Dr. Tyson should also consider whether providing David with GH is therapy or enhancement. GH therapy is routinely prescribed for children with GH deficiency, where there are few ethical dilemmas because GH is being used to treat a disease or disorder. Children with Turner's syndrome and renal insufficiency are not GH-deficient, but since they grow better on GH it is routinely prescribed as part of standard therapy in these conditions. The therapy/enhancement question is a tough one because children with ISS, though "normal," are as short when they are adults as those with GH deficiency, Turner's syndrome, and renal insufficiency. Consequently, it seems reasonable to establish a minimum adult height below which one experiences physical limitations and, from there, to say any child who is unlikely to achieve a height above this minimum should be a candidate for GH therapy, regardless of diagnosis. The FDA arbitrarily approved GH for treatment in ISS of children whose predicted adult height fell below the first percentile, ie, lower than the height of 1 percent of adults. However, the height below which short stature is a true disability has not been determined and should be investigated. Moreover, the goal of treatment should be to achieve a normal adult height, not the maximum height that an individual can obtain. Once a child reaches a height at which his or her projected adult height is no longer associated with disability, GH should be discontinued. This approach attempts to prevent disability and normalize—rather than enhance—stature.6
Matters relating to social justice should not be overlooked in the ethical analysis of GH treatment of short stature. The economic consequences of such treatment are significant. The annual cost of treatment of all children whose height falls below the first percentile for any reason including ISS, approaches $4 billion.6 When millions of Americans have no access to health care, should making healthy children taller be a priority? Currently, few insurers pay for GH treatment of ISS. But if society continues to medicalize short stature, insurers may be forced to pay for GH for all short children. For now, GH treatment for ISS is essentially available only to those, who, like the Malcolms, can afford to pay for it. If this inequality in access to GH were to continue, the already disadvantaged poor would become the shortest members of society.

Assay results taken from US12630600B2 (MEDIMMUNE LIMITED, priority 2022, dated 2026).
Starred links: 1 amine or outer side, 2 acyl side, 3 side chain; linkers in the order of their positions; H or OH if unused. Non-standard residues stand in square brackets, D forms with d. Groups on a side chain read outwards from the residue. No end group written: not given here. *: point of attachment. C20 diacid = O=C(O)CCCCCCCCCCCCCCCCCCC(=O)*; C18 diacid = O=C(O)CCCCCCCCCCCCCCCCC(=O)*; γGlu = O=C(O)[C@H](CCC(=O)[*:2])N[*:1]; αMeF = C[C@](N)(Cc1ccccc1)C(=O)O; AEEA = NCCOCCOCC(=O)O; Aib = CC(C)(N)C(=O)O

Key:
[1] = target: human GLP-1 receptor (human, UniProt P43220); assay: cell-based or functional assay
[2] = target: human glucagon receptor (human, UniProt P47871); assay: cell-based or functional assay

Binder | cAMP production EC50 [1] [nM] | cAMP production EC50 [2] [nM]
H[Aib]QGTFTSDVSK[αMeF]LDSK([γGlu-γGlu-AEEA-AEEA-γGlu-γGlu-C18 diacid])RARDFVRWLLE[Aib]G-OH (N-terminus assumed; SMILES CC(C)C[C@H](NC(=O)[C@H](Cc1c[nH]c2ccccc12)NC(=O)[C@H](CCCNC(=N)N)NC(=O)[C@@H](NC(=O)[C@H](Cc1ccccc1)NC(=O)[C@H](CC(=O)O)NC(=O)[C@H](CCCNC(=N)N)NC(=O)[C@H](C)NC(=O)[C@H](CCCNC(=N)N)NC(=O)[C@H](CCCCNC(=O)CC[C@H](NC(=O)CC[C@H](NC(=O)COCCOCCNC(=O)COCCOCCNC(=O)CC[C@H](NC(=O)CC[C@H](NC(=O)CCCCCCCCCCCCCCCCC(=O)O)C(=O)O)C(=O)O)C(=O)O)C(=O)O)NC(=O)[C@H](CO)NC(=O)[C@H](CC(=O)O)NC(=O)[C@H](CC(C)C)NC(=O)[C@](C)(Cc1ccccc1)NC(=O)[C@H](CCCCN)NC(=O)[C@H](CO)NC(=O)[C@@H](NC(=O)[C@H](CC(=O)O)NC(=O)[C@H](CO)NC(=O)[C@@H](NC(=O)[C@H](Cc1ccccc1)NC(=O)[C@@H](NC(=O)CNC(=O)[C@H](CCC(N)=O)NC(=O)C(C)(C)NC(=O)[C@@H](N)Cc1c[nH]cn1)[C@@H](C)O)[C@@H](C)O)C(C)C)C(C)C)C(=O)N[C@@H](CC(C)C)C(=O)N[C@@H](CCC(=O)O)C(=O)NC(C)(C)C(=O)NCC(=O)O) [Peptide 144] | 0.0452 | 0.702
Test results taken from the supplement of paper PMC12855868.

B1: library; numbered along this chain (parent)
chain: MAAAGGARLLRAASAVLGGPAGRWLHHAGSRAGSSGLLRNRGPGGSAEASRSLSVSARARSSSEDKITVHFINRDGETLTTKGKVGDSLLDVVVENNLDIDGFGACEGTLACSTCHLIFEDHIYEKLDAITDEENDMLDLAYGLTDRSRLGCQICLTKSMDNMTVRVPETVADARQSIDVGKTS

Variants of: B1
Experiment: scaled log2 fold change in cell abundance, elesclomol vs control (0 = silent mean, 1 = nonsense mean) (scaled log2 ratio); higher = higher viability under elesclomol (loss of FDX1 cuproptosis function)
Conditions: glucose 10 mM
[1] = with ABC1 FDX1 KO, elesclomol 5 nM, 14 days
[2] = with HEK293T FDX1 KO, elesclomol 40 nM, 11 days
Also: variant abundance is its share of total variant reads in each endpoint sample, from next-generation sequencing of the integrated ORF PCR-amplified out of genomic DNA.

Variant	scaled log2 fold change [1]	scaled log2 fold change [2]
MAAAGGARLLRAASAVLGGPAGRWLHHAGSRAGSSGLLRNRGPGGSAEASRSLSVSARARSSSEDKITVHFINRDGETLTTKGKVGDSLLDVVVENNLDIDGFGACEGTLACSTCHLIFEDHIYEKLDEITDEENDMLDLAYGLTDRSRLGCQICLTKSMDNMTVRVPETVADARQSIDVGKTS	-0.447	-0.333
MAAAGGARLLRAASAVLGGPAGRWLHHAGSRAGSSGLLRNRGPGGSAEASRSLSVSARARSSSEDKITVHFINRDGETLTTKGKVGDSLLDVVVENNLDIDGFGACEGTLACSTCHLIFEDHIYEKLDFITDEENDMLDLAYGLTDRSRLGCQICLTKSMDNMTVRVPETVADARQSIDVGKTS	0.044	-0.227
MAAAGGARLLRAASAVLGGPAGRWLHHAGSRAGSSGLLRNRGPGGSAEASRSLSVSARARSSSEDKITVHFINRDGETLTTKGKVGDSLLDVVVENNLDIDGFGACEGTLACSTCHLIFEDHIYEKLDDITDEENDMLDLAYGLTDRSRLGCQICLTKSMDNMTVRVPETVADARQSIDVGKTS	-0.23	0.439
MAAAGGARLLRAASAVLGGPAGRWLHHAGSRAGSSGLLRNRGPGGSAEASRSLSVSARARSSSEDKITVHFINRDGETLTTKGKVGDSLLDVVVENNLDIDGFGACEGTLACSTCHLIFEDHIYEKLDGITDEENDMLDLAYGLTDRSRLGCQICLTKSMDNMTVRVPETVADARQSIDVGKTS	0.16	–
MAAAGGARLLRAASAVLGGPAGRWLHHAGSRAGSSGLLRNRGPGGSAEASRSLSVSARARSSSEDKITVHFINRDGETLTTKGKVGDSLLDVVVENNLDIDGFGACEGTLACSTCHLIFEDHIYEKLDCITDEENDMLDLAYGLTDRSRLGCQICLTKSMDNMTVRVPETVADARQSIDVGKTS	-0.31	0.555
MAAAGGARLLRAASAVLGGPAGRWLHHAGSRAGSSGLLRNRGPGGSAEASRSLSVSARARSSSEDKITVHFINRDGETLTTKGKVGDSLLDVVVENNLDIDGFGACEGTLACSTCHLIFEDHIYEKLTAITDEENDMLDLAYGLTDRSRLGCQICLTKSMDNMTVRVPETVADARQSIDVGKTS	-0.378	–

Looking at the big picture, it's true that no matter how effective and accessible GH therapy is, someone will always be the shortest. By recommending GH treatment for ISS, society sends the message that taller is better and endorses prejudice against whoever is shortest—no matter what his or her actual height is.
After careful review of the medical and ethical issues involved in this case, Dr. Tyson might assess this case as follows. David meets the FDA indication for GH therapy in ISS since his predicted adult height falls below the first percentile. A review of the literature suggests that it is unlikely that GH will benefit David since his tests, including IGF-1, are completely normal. Even if it were to benefit him, the expected increase in his height would be minimal, and he would still be a short adult. Current data does not support the theory that short stature impacts psychosocial well-being and, although the short-term risks of GH appear low, long-term risks are unknown. David may perceive that treatment of his short stature indicates that he has a serious disability, and this may reinforce a negative self-image regarding his stature. On a societal level, Dr. Tyson must also consider the cost of treatment, unequal access to GH, and the "medicalization" of short stature. Weighing the potential risks—both social and medical—against the lack of evidence that David will either grow significantly taller or have improved quality of life if he does attain taller stature, Dr. Tyson can confidently conclude that GH treatment is not warranted.
How do I honestly think Dr. Tyson will fare in this matter? He will present all of this information to Mr. and Mrs. Malcolm who will still be adamant that their son be treated with GH even if there is only a small chance that it might make him taller. Dr. Tyson will suggest that they monitor David's growth and re-evaluate him in 1 year and agree that he will continue to review the medical literature regarding treatment of ISS and notify the Malcolms of any new information. The Malcolms will leave the office, obviously unhappy with Dr. Tyson's recommendations. The next day they will call and request that David's records be forwarded to another pediatric endocrinologist whom they will consult for a second opinion.
- Hintz R, Attie K, Baptista J, Roche A. Effect of growth hormone treatment on adult height of children with idiopathic short stature. Genentech Collaborative Group. N Engl J Med. 1999;340(7):502-507.
- Saenger P, Attie KM, DiMartino-Nardi JW. Metabolic consequences of 5-year growth hormone (GH) therapy in children treated with GH for idiopathic short stature. Genentech Collaborative Group. J Clin Endocrinol Metab. 1998;83(9):3115-3120.
- American Academy of Pediatrics Committee on Drugs and Committee on Bioethics. Considerations related to the use of recombinant human growth hormone in children. Pediatrics. 1997;99(1):122-129.
- Voss LD, Sandberg DE. The psychological burden of short stature: evidence against. Eur J Endocrinol. 2004;151(Suppl 1):S29-S33.
- Sandberg DE, Voss LD. The psychosocial consequences of short stature: a review of the evidence. Best Pract Res Clin Endocrinol Metab. 2002;16(3):449-463.
- Allen D, Fost N. hGH for short stature: ethical issues raised by expanded access. J Pediatr. 2004;144(5):648-652.